A decade on and initiative continues to increase its international trade in food
This aerial photo shows machines working during an activity organized by the local government to demonstrate agricultural machines in Caigongzhuang Township of Jinghai District, north China's Tianjin, June 11, 2023. (PHOTO / XINHUA)
China is seeking to expand agricultural exchanges and trade ties with its partners under the framework of the Belt and Road Initiative, which a senior official said was aimed at stabilizing the global food supply and promoting sustainable development.
This year marks a decade since the initiative was put forward by Chinese President Xi Jinping.
Ma Youxiang, a vice-minister of agriculture and rural affairs, said the country is willing to work with BRI participants so that together they can become a hub for global food security and a showcase for sustainable development.
"We're glad to work with BRI partners, learn about and respect each other's needs, and work hard to advance food-related cooperation," he said at the Belt and Road Agricultural Cooperation and Development Forum in Beijing on Thursday.
Addressing the event's opening ceremony, Ma spoke of the mutual benefits generated through such collaborations since 2013, a period filled with challenges including extreme weather events, pandemic-related disruptions and geopolitical headwinds.
He said through BRI programs, many countries have overcome such difficulties, achieved bumper harvests and slashed poverty. The programs helped ease the squeeze that could have otherwise gripped such countries due to turbulent global food prices and supply chain woes.
Ma said that over the past decade, China had forged partnerships with more than 90 countries and international organizations and inaugurated 650-plus investment projects worth $14 billion. China's food trade with countries involved in the BRI expanded at an annual rate of 9.9 percent in that time, and has reached over $139 billion.
Wheat from Kazakhstan, sesame seeds from Tanzania and honey from Zambia have made it into China's ultra-large market, and in turn, more fruit and vegetables from China are being served on dining tables in those countries, he said.
The past decade has also seen a leap in many countries' agricultural know-how. China sent more than 2,000 agricultural technicians to teach the growing techniques for hybrid rice, fungi and many other crops to more than 70 countries. More than 100,000 farmers have received training, and more than 1 million have reaped benefits indirectly.
Ma said China is willing to expand its imports of quality food products in the next decade, and supports a more free and convenient trade environment.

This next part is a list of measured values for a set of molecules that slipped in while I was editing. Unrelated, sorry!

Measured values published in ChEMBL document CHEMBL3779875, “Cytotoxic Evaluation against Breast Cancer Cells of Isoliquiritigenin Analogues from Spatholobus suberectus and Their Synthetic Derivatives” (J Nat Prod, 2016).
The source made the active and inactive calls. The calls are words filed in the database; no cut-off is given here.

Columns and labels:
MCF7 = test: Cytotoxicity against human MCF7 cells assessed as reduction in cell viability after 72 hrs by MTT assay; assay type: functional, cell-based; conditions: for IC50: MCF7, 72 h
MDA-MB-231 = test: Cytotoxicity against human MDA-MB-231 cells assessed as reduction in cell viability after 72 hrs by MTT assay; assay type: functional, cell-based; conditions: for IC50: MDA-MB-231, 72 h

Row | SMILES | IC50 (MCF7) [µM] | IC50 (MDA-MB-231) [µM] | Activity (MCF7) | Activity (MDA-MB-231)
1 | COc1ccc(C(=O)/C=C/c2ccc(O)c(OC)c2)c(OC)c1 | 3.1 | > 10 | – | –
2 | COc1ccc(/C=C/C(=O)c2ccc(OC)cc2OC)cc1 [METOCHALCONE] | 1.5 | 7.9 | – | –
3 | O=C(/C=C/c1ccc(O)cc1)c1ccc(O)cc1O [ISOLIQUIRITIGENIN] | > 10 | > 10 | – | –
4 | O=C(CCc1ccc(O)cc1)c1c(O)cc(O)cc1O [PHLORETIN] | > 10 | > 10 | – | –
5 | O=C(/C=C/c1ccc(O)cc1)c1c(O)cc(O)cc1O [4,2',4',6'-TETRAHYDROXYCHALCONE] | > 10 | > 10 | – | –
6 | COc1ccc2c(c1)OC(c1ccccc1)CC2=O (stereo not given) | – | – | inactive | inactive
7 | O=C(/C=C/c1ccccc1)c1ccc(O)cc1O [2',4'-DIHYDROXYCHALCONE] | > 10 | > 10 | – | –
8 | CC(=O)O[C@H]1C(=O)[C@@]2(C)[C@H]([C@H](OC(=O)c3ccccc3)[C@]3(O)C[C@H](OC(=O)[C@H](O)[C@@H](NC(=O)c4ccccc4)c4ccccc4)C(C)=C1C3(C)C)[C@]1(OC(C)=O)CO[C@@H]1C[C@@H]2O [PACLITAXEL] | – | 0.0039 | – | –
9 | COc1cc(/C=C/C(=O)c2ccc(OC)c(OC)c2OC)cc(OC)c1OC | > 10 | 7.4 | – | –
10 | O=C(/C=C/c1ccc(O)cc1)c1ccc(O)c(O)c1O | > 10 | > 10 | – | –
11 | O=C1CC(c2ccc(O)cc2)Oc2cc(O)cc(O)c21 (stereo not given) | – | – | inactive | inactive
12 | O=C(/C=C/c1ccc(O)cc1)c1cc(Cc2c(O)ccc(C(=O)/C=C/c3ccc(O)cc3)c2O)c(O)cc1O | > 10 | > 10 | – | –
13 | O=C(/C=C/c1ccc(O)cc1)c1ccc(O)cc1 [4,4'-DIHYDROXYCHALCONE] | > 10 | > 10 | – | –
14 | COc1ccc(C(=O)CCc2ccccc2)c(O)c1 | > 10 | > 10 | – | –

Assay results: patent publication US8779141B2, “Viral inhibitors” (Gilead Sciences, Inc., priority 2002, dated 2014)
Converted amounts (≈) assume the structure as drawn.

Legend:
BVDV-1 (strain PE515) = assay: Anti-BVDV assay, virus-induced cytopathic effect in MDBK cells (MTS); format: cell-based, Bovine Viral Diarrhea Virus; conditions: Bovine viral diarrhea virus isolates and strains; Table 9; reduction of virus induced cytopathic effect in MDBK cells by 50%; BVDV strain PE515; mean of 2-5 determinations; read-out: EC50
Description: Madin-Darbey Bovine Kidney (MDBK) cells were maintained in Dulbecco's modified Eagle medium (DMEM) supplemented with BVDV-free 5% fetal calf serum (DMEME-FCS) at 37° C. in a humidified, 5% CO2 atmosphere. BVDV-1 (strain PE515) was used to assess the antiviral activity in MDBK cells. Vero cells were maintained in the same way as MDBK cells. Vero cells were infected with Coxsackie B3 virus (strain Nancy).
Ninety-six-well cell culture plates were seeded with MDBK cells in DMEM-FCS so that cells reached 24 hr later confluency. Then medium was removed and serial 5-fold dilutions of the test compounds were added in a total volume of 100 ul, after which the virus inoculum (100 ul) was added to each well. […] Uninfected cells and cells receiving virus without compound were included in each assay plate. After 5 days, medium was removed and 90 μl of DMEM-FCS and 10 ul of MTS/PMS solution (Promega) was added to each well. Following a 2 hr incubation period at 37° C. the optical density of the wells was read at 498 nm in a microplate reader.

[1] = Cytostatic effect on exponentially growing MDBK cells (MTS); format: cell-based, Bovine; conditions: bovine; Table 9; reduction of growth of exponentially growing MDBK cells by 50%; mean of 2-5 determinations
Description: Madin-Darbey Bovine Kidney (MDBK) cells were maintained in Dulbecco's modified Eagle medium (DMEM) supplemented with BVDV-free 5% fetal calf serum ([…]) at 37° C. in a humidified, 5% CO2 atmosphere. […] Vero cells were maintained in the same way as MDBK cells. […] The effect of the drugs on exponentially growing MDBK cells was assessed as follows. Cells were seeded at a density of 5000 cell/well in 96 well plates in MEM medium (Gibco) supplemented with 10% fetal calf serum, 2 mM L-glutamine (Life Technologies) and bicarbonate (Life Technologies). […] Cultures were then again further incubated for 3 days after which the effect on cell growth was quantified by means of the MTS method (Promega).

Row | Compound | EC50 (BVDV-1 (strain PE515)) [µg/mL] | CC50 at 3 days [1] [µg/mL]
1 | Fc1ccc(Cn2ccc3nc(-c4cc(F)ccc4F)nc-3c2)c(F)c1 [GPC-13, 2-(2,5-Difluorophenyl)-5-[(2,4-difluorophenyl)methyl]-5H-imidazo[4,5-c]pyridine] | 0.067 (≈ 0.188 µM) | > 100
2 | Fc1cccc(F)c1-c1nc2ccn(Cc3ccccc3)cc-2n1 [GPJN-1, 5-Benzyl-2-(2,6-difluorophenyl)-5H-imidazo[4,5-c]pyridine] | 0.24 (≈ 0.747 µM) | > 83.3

China has plans to help build overseas food industrial parks and high-tech farming demonstration zones, as well as promote extreme weather-resistant and smart farming technologies, he added.
While speaking at the forum, Fu Wanjun, president of the Agricultural Bank of China, one of the forum's organizers, said his bank has established overseas offices in countries such as Singapore, Vietnam, the United Arab Emirates, Russia and Tajikistan, so that financial services are readily available to aid agricultural collaborations under the BRI framework.
Some $84 billion in food trade has been transacted through the bank since the start of this year, he said.
Representatives from developing countries expressed their desire at the forum for more food-related investments, especially from technologically advanced countries like China.
Rahamtalla Mohamed Osman, permanent representative of the African Union to China, told the forum that his continent has 65 percent of the world's remaining uncultivated arable land, and at least one-sixth of global plant species, including many food crops of African origin such as wheat, barley, millet, sorghum, teff, coffee, cowpea and oil palm.
"What does this mean? This means that we have the potential to feed 9 billion people in the world by 2050, far more than the current world population," he said.
With the removal of barriers to agricultural development achieved by new investments, Africa's annual agricultural output could increase from $280 billion to $1 trillion by 2030, he added.
Many agricultural projects require large technological, technical and policy expertise, which may come more easily from China compared to Africa's other development partners, especially given China's experience with smallholder farming and successes in rural poverty alleviation, he said. "China also offers new potential market access for African agricultural products."
HONG KONG NEWS